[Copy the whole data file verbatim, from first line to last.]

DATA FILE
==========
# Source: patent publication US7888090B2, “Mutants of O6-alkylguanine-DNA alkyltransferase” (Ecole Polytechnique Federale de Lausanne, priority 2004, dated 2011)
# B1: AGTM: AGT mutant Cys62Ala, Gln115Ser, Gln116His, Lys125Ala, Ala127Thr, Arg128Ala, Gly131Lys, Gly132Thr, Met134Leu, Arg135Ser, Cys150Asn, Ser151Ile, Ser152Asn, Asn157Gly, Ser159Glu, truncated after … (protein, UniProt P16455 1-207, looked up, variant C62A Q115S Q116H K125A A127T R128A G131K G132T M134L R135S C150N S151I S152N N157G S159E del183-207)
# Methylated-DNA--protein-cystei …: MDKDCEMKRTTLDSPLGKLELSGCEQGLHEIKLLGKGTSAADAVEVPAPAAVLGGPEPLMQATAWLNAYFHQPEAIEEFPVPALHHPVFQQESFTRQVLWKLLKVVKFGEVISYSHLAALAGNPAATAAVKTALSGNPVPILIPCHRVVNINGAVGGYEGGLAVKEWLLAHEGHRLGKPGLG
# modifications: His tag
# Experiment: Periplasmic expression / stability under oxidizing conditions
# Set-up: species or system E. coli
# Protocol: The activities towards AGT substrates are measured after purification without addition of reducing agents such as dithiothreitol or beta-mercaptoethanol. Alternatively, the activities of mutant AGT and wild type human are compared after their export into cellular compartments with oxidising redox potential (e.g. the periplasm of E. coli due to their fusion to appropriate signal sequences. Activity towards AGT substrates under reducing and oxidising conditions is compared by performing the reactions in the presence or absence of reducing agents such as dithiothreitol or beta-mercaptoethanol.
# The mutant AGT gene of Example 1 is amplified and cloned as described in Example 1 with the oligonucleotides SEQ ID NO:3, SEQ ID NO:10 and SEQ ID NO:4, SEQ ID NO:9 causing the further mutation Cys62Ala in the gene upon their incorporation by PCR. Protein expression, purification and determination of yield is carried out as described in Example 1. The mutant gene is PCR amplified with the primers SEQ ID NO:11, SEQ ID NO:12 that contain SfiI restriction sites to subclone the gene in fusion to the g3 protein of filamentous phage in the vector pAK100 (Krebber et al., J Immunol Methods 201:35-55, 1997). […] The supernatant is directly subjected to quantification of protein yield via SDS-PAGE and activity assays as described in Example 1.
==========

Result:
# Source: patent publication US7888090B2, “Mutants of O6-alkylguanine-DNA alkyltransferase” (Ecole Polytechnique Federale de Lausanne, priority 2004, dated 2011)
# B1: AGTM: AGT mutant Cys62Ala, Gln115Ser, Gln116His, Lys125Ala, Ala127Thr, Arg128Ala, Gly131Lys, Gly132Thr, Met134Leu, Arg135Ser, Cys150Asn, Ser151Ile, Ser152Asn, Asn157Gly, Ser159Glu, truncated after … (protein, UniProt P16455 1-207, looked up, variant C62A Q115S Q116H K125A A127T R128A G131K G132T M134L R135S C150N S151I S152N N157G S159E del183-207)
# Methylated-DNA--protein-cystei …: MDKDCEMKRTTLDSPLGKLELSGCEQGLHEIKLLGKGTSAADAVEVPAPAAVLGGPEPLMQATAWLNAYFHQPEAIEEFPVPALHHPVFQQESFTRQVLWKLLKVVKFGEVISYSHLAALAGNPAATAAVKTALSGNPVPILIPCHRVVNINGAVGGYEGGLAVKEWLLAHEGHRLGKPGLG
# modifications: His tag
# Experiment: Periplasmic expression / stability under oxidizing conditions
# Set-up: species or system E. coli
# Protocol: The activities towards AGT substrates are measured after purification without addition of reducing agents such as dithiothreitol or beta-mercaptoethanol. Alternatively, the activities of mutant AGT and wild type human are compared after their export into cellular compartments with oxidising redox potential (e.g. the periplasm of E. coli due to their fusion to appropriate signal sequences. Activity towards AGT substrates under reducing and oxidising conditions is compared by performing the reactions in the presence or absence of reducing agents such as dithiothreitol or beta-mercaptoethanol.
# The mutant AGT gene of Example 1 is amplified and cloned as described in Example 1 with the oligonucleotides SEQ ID NO:3, SEQ ID NO:10 and SEQ ID NO:4, SEQ ID NO:9 causing the further mutation Cys62Ala in the gene upon their incorporation by PCR. Protein expression, purification and determination of yield is carried out as described in Example 1. The mutant gene is PCR amplified with the primers SEQ ID NO:11, SEQ ID NO:12 that contain SfiI restriction sites to subclone the gene in fusion to the g3 protein of filamentous phage in the vector pAK100 (Krebber et al., J Immunol Methods 201:35-55, 1997). […] The supernatant is directly subjected to quantification of protein yield via SDS-PAGE and activity assays as described in Example 1.